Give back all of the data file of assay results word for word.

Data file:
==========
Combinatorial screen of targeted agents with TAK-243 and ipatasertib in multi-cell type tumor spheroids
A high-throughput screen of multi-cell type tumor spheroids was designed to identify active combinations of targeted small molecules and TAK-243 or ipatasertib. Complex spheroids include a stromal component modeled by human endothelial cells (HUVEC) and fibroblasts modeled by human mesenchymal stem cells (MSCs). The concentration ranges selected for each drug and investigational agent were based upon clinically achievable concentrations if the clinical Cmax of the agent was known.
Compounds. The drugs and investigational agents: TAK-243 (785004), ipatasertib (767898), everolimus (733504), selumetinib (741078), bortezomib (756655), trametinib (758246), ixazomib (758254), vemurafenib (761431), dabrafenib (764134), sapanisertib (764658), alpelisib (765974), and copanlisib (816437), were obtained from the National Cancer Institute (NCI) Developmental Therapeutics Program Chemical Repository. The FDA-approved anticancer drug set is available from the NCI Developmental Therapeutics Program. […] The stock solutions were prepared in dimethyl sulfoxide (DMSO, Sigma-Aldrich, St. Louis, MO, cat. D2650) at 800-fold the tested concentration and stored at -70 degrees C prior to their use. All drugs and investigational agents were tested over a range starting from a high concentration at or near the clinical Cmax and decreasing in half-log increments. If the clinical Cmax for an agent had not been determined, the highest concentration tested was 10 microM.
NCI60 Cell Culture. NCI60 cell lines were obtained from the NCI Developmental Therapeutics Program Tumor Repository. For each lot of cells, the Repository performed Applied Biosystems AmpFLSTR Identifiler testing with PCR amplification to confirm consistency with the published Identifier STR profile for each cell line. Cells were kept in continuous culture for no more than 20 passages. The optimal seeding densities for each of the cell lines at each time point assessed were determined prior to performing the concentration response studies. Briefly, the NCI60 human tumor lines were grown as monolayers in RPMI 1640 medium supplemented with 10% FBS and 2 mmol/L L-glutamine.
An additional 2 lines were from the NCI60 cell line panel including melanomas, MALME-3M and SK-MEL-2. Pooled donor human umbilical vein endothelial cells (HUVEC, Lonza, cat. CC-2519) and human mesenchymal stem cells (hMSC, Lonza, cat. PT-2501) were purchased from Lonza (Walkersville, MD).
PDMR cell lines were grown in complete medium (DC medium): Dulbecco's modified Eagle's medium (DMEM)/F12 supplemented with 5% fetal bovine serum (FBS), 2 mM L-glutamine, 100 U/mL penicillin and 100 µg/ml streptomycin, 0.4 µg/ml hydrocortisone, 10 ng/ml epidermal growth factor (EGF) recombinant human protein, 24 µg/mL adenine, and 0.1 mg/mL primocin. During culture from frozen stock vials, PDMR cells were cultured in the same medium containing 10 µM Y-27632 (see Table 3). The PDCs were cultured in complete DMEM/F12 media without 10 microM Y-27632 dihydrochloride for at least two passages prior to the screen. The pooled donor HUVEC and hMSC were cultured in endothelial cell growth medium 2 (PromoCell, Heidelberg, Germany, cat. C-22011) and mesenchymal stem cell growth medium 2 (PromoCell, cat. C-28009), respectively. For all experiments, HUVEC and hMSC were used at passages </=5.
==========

Combinatorial screen of targeted agents with TAK-243 and ipatasertib in multi-cell type tumor spheroids
A high-throughput screen of multi-cell type tumor spheroids was designed to identify active combinations of targeted small molecules and TAK-243 or ipatasertib. Complex spheroids include a stromal component modeled by human endothelial cells (HUVEC) and fibroblasts modeled by human mesenchymal stem cells (MSCs). The concentration ranges selected for each drug and investigational agent were based upon clinically achievable concentrations if the clinical Cmax of the agent was known.
Compounds. The drugs and investigational agents: TAK-243 (785004), ipatasertib (767898), everolimus (733504), selumetinib (741078), bortezomib (756655), trametinib (758246), ixazomib (758254), vemurafenib (761431), dabrafenib (764134), sapanisertib (764658), alpelisib (765974), and copanlisib (816437), were obtained from the National Cancer Institute (NCI) Developmental Therapeutics Program Chemical Repository. The FDA-approved anticancer drug set is available from the NCI Developmental Therapeutics Program. […] The stock solutions were prepared in dimethyl sulfoxide (DMSO, Sigma-Aldrich, St. Louis, MO, cat. D2650) at 800-fold the tested concentration and stored at -70 degrees C prior to their use. All drugs and investigational agents were tested over a range starting from a high concentration at or near the clinical Cmax and decreasing in half-log increments. If the clinical Cmax for an agent had not been determined, the highest concentration tested was 10 microM.
NCI60 Cell Culture. NCI60 cell lines were obtained from the NCI Developmental Therapeutics Program Tumor Repository. For each lot of cells, the Repository performed Applied Biosystems AmpFLSTR Identifiler testing with PCR amplification to confirm consistency with the published Identifier STR profile for each cell line. Cells were kept in continuous culture for no more than 20 passages. The optimal seeding densities for each of the cell lines at each time point assessed were determined prior to performing the concentration response studies. Briefly, the NCI60 human tumor lines were grown as monolayers in RPMI 1640 medium supplemented with 10% FBS and 2 mmol/L L-glutamine.
An additional 2 lines were from the NCI60 cell line panel including melanomas, MALME-3M and SK-MEL-2. Pooled donor human umbilical vein endothelial cells (HUVEC, Lonza, cat. CC-2519) and human mesenchymal stem cells (hMSC, Lonza, cat. PT-2501) were purchased from Lonza (Walkersville, MD).
PDMR cell lines were grown in complete medium (DC medium): Dulbecco's modified Eagle's medium (DMEM)/F12 supplemented with 5% fetal bovine serum (FBS), 2 mM L-glutamine, 100 U/mL penicillin and 100 µg/ml streptomycin, 0.4 µg/ml hydrocortisone, 10 ng/ml epidermal growth factor (EGF) recombinant human protein, 24 µg/mL adenine, and 0.1 mg/mL primocin. During culture from frozen stock vials, PDMR cells were cultured in the same medium containing 10 µM Y-27632 (see Table 3). The PDCs were cultured in complete DMEM/F12 media without 10 microM Y-27632 dihydrochloride for at least two passages prior to the screen. The pooled donor HUVEC and hMSC were cultured in endothelial cell growth medium 2 (PromoCell, Heidelberg, Germany, cat. C-22011) and mesenchymal stem cell growth medium 2 (PromoCell, cat. C-28009), respectively. For all experiments, HUVEC and hMSC were used at passages </=5.